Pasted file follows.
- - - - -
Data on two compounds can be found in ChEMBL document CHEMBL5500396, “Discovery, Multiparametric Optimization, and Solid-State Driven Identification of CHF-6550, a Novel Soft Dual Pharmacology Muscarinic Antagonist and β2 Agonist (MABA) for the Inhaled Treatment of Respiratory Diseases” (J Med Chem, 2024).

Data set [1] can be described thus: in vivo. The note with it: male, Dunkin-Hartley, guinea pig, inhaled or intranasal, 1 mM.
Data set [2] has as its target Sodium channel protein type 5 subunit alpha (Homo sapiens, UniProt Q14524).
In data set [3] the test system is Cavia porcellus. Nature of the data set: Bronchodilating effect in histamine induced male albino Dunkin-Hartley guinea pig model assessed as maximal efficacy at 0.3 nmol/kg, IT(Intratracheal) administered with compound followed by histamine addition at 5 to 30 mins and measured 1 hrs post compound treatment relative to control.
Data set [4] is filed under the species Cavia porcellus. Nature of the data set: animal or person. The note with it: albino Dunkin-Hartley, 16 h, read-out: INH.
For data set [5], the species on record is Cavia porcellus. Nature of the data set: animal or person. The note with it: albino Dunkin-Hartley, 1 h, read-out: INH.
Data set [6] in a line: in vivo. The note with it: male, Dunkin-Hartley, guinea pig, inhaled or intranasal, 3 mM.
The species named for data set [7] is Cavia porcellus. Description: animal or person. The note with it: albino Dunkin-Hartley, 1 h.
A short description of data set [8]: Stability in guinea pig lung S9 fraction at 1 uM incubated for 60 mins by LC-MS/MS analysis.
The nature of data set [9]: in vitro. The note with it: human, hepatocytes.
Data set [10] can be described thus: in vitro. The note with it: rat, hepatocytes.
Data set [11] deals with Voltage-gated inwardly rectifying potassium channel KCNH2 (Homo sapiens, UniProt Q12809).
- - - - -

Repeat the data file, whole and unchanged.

Data on two compounds can be found in ChEMBL document CHEMBL5500396, “Discovery, Multiparametric Optimization, and Solid-State Driven Identification of CHF-6550, a Novel Soft Dual Pharmacology Muscarinic Antagonist and β2 Agonist (MABA) for the Inhaled Treatment of Respiratory Diseases” (J Med Chem, 2024).

Data set [1] can be described thus: in vivo. The note with it: male, Dunkin-Hartley, guinea pig, inhaled or intranasal, 1 mM.
Data set [2] has as its target Sodium channel protein type 5 subunit alpha (Homo sapiens, UniProt Q14524).
In data set [3] the test system is Cavia porcellus. Nature of the data set: Bronchodilating effect in histamine induced male albino Dunkin-Hartley guinea pig model assessed as maximal efficacy at 0.3 nmol/kg, IT(Intratracheal) administered with compound followed by histamine addition at 5 to 30 mins and measured 1 hrs post compound treatment relative to control.
Data set [4] is filed under the species Cavia porcellus. Nature of the data set: animal or person. The note with it: albino Dunkin-Hartley, 16 h, read-out: INH.
For data set [5], the species on record is Cavia porcellus. Nature of the data set: animal or person. The note with it: albino Dunkin-Hartley, 1 h, read-out: INH.
Data set [6] in a line: in vivo. The note with it: male, Dunkin-Hartley, guinea pig, inhaled or intranasal, 3 mM.
The species named for data set [7] is Cavia porcellus. Description: animal or person. The note with it: albino Dunkin-Hartley, 1 h.
A short description of data set [8]: Stability in guinea pig lung S9 fraction at 1 uM incubated for 60 mins by LC-MS/MS analysis.
The nature of data set [9]: in vitro. The note with it: human, hepatocytes.
Data set [10] can be described thus: in vitro. The note with it: rat, hepatocytes.
Data set [11] deals with Voltage-gated inwardly rectifying potassium channel KCNH2 (Homo sapiens, UniProt Q12809).